The purpose of this activity is for students to attend to the value of the digits when comparing twodigit numbers. Students evaluate and critique comparison statements and the thinking behind them (MP3). They attend to the way other students reason about digits and the language they use to compare, and make revisions to help make arguments more precise and clear (MP3, MP6).
Advances: Speaking
Required Materials
Materials to Gather
Launch
 Groups of 2
 Give students access to connecting cubes in towers of 10 and singles.
Activity
 Read the task statement.
 6 minutes: partner work time
 Monitor for students who show their thinking using:
 connecting cubes
 drawings
 words
Student Facing

Elena says 75 is greater than 65 because 7 is greater than 6.
What do you think Elena means?
How could Elena be more clear? 
Noah says 39 is greater than 41 because it has a 9 and 9 is the greatest number.
Do you agree with Noah?
What could you tell Noah to help him compare these numbers?
Student Response
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Advancing Student Thinking
If students agree with Elena, but cannot yet articulate how she could revise her thinking, consider asking:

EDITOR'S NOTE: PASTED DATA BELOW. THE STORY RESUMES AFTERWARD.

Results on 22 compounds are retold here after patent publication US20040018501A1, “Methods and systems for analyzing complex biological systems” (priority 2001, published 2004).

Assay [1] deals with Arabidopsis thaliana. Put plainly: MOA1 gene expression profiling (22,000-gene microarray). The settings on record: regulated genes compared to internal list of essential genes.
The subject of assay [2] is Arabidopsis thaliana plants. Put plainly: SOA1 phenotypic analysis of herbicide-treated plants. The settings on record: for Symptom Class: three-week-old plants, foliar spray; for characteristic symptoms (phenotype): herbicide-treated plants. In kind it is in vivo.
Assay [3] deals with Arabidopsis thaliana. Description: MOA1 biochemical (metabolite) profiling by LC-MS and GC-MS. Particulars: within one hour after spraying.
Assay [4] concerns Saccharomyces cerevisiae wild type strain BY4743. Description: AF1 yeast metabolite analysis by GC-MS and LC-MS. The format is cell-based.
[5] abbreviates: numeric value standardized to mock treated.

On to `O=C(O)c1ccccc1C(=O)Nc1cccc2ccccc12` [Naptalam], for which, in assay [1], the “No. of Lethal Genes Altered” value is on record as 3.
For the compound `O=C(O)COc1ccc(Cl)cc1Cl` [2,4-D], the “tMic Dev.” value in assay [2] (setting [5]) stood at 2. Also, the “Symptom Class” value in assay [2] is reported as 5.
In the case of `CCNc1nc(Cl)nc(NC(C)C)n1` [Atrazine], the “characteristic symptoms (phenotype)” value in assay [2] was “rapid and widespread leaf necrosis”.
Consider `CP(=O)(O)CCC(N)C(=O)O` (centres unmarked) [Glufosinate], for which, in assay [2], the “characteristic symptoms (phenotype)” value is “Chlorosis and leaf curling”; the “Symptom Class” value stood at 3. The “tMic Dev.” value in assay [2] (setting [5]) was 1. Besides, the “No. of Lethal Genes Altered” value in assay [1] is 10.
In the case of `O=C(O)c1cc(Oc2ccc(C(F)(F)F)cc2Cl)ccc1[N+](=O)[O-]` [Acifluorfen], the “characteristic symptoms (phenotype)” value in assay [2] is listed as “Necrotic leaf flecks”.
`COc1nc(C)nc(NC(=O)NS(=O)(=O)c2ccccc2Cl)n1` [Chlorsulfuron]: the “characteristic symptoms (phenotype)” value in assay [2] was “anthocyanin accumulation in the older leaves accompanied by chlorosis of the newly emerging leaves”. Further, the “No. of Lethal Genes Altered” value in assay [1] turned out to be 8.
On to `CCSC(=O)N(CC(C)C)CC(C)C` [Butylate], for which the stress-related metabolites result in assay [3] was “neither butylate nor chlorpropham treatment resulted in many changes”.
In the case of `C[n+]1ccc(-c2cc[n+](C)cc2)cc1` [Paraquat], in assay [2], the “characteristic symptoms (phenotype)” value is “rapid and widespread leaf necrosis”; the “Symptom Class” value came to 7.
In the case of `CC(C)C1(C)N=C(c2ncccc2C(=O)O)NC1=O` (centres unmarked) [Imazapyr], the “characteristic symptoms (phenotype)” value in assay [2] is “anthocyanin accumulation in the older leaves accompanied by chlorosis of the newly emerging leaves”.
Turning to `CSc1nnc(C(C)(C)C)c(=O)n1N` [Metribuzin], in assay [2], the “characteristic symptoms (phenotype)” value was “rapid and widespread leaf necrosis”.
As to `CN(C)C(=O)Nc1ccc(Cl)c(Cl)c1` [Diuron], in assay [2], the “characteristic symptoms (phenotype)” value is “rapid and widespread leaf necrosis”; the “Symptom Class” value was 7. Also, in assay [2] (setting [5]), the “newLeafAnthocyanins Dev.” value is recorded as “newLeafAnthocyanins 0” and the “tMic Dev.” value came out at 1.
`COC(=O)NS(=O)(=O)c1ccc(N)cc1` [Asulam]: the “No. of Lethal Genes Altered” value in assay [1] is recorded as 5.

“Do you agree with Elena? Why?”
 “Can you show the numbers with connecting cubes? What does Elena mean when she says 7 is greater than 6 for these two numbers?”
 “Would Elena’s statement be true if she were comparing 7 and 65? Why or why not?”
Activity Synthesis
 Invite previously identified students to share.
 “When we compare numbers, it is important to pay attention to what place each digit is in and what value the digit has.”
Activity 3: Centers: Choice Time (15 minutes)
Narrative
The purpose of this activity is for students to choose from activities that offer practice working with twodigit numbers. Students choose from any stage of previously introduced centers.
 Write Numbers
 Grab and Count
 Five in a Row
Required Materials
Materials to Gather
Required Preparation
 Gather materials from previous centers:
 Write Numbers, Stages 1 and 2
 Grab and count, Stage 2
 Five in a Row, Stages 1–3
Launch
 Groups of 2
 “Now you are going to choose from centers we have already learned.”
 Display the center choices in the student book.
 “Think about what you would like to do.”
 30 seconds: quiet think time
Activity
 Invite students to work at the center of their choice.
 10 minutes: center work time
Student Facing
Choose a center.
Write Numbers
Grab and Count
Five in a Row
Activity Synthesis
 “Mai is playing Grab and Count with her partner. She organized her cubes into 4 towers of 10 and 3 ones. Her partner organized her cubes into 2 towers of 10. How many cubes do they have together?”
Lesson Synthesis
Lesson Synthesis
Display 44 and 64.
“Today we compared twodigit numbers. Which is greater? How do you know?” (64. 64 has 6 tens and 44 has only 4 tens.)
Display 59 and 54.
“Which is less? How do you know?” (Each has 5 tens, so I have to look at the ones place. 4 ones is less than 9 ones.)
Cooldown: Unit 4, Section C Checkpoint (0 minutes)
CoolDown